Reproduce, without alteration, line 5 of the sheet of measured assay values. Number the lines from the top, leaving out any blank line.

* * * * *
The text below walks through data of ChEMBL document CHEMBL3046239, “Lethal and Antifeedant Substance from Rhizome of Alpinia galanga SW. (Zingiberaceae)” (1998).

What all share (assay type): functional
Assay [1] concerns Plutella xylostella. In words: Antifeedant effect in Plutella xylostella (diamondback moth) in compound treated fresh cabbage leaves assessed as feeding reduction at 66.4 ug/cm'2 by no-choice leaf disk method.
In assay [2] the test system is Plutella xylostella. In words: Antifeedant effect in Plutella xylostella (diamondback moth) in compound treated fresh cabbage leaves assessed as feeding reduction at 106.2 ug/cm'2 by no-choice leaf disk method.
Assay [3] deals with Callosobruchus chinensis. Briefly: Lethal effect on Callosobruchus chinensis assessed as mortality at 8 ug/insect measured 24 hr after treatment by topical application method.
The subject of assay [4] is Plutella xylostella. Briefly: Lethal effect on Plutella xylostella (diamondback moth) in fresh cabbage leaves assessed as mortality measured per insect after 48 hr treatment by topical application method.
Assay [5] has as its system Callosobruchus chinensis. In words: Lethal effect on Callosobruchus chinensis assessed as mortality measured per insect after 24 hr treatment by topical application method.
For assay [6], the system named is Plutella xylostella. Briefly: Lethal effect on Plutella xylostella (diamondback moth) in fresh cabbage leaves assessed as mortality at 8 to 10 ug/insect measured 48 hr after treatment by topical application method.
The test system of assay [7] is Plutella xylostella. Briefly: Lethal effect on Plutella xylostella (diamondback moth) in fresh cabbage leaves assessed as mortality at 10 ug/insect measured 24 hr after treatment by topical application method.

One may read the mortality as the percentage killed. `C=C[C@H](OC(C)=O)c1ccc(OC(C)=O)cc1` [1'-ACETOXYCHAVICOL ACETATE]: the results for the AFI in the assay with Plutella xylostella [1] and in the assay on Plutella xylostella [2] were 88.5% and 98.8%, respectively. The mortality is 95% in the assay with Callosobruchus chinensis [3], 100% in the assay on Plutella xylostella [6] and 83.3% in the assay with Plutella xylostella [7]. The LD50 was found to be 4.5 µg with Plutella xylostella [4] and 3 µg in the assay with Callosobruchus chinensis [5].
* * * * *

Assay [3] deals with Callosobruchus chinensis. Briefly: Lethal effect on Callosobruchus chinensis assessed as mortality at 8 ug/insect measured 24 hr after treatment by topical application method.